Lord Althorp

said, that what had fallen from the right hon. gentleman carried with it great weight. If it was clearly to be understood, that an inquiry into the system of education would take place, he would not object to the vote for the present year.

Mr. Goulbum

said, that with respect to a committee, he could not give any pledge or opinion one way or the other.

Mr. Spring Rice

said, he could not but discover an alteration in the tone of the right hon. gentleman with respect to education in Ireland, and rather feared that the right hon. gentleman would oppose the motion for a committee. The House had now, for the first time during the last ten years, been called upon to give its approbation to the principle of charter-schools in Ireland. In former years, the failure of those establishments was admitted, and promises were made, that the grants would be reduced. But now the right hon. gentleman proposed to augment them. The right hon. gentleman had endeavoured to show a connexion between charter-schools and the Foundling-hospital. But that connection would make him more disposed to oppose the grant. He objected to charter-schools, because they were founded on an exclusive principle. He objected to that principle as much as he did to the proposition brought forward by the Catholic clergy the other night. He did not wish to see an exclusive system of education, either by the Catholics or by the Protestants, at the public expense; and, in his opinion, the House could only justify the refusal to the Catholics by discountenancing an exclusive system for the Protestants. With respect to the Foundling-hospital, that establishment was formerly supported by a tax on the citizens of Dublin. They complained of it, and the tax was removed; but then came down an augmented vote for that establishment—an establishment which had greatly added to the vice, the misery, and the sufferings of the people of Ireland. The principle had the same effect invariably, wherever it was applied; and it was a curious fact, that in Paris, since the institution of a foundling hospital in that city, the exposures of children had increased from the ratio of one in ten, to the ratio of one in three.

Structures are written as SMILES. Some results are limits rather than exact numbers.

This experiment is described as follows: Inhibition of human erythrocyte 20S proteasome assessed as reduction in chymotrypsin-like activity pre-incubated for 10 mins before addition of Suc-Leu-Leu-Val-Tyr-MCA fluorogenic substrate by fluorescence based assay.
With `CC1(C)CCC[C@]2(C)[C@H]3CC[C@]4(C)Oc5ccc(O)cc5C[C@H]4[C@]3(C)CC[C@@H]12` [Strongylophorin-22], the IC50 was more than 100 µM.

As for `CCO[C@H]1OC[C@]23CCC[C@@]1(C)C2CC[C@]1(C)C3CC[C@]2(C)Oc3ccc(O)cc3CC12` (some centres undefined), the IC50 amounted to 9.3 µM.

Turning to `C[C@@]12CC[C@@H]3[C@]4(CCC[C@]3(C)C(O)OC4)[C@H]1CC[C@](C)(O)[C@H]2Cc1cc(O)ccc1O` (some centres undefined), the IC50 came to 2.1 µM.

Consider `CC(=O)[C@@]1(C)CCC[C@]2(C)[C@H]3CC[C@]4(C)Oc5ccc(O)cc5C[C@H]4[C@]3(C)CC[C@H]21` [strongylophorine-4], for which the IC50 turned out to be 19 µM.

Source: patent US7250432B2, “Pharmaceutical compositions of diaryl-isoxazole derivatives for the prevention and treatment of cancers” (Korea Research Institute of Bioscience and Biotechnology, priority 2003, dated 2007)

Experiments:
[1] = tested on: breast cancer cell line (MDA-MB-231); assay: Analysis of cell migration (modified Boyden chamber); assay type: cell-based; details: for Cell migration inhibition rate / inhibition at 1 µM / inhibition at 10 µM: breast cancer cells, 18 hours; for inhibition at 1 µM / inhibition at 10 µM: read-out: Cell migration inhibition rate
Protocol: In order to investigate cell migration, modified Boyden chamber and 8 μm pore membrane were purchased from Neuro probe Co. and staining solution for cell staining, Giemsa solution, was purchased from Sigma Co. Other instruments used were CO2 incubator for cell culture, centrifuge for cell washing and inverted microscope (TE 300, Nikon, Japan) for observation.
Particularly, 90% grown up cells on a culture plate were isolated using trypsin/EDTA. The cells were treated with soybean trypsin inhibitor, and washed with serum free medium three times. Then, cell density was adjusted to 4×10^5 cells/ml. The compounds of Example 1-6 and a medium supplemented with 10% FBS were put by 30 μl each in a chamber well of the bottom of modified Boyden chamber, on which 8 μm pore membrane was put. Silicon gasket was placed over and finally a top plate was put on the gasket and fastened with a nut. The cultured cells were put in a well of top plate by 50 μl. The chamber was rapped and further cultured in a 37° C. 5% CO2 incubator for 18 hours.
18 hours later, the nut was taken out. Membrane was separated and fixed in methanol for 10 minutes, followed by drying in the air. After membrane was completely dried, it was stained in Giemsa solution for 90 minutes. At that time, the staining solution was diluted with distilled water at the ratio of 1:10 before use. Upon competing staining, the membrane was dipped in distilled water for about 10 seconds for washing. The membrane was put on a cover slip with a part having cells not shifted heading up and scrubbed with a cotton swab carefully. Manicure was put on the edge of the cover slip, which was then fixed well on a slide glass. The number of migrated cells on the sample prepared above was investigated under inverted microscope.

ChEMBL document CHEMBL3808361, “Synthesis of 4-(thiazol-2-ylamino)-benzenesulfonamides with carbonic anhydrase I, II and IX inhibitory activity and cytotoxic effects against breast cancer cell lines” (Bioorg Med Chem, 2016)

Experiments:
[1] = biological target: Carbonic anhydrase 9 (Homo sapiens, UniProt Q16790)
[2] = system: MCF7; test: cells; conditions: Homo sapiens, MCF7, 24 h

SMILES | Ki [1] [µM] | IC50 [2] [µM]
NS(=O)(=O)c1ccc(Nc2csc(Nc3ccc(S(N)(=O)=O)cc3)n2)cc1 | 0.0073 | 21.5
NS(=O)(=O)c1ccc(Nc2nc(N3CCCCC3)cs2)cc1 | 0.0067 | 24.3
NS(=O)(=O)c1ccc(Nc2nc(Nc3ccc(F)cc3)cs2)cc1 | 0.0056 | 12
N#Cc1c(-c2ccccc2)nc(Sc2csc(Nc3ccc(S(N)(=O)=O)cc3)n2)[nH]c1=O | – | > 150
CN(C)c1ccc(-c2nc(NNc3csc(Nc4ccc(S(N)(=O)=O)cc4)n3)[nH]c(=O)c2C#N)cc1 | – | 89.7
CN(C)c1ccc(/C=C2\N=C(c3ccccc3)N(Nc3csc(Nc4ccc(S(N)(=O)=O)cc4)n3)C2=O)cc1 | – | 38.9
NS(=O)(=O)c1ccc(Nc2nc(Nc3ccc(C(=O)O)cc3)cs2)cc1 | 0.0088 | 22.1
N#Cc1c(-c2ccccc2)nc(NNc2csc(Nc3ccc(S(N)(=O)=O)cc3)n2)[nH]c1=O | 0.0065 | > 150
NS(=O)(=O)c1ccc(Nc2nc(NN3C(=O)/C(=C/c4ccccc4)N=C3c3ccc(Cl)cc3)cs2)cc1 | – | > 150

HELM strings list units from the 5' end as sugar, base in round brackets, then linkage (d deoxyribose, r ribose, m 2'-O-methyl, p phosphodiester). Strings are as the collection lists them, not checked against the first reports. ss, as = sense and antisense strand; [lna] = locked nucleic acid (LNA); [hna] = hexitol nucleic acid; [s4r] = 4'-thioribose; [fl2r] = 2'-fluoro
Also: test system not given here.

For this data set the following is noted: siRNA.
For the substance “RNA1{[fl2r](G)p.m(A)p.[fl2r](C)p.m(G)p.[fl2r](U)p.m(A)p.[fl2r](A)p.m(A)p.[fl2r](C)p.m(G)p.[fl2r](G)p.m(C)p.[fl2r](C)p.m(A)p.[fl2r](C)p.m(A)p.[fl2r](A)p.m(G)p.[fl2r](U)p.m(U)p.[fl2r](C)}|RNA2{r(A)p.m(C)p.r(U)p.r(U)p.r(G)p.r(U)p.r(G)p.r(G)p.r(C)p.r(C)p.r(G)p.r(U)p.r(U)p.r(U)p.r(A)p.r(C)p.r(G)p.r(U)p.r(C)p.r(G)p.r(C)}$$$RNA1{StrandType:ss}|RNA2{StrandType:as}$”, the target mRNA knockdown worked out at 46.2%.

Mr. Hume

said, that the Irish government had formerly pledged itself to reduce the grant. It had accordingly been partially reduced: but now it was proposed, notwithstanding the pledge of the government, to increase it by a sum of 4,000l. This was a positive breach of good faith on the part of the Irish governments.

The House divided: For the Amendment 33: For the original Resolution 74.

List of the Minority.
Alhorp, visc. Martin, J.
Barrett, S. M. Monck, J. B.
Bennet, hon. H. G. Newport, sir J.
Bernal, R. Parnell sir H.
Davies, T. H. Phillips, G.
Denison, E. Rickford, W.
Duncannon, visc. Ridley, sir M. W.
Fergusson, sir R. Robarts, A. W.
Gordon, R. Robarts, G.
Grosvenor, gen. Robinson, sir G.
Guise, sir B. W. Stanley, lord
Hutchinson, hon. C. H. Tierney, right hon. G.
Hume, J. Tremayne, J. H.
Hobhouse, J. C. Western, C. C.
James, W. Whitbread, S. C.
Kennedy, T. F. Williams, J.
Leader, W. Wrottesley, sir J.
Lennard, T. B.
Lamb, hon. G. TELLER.
Macdonald, J. Rice, T. S.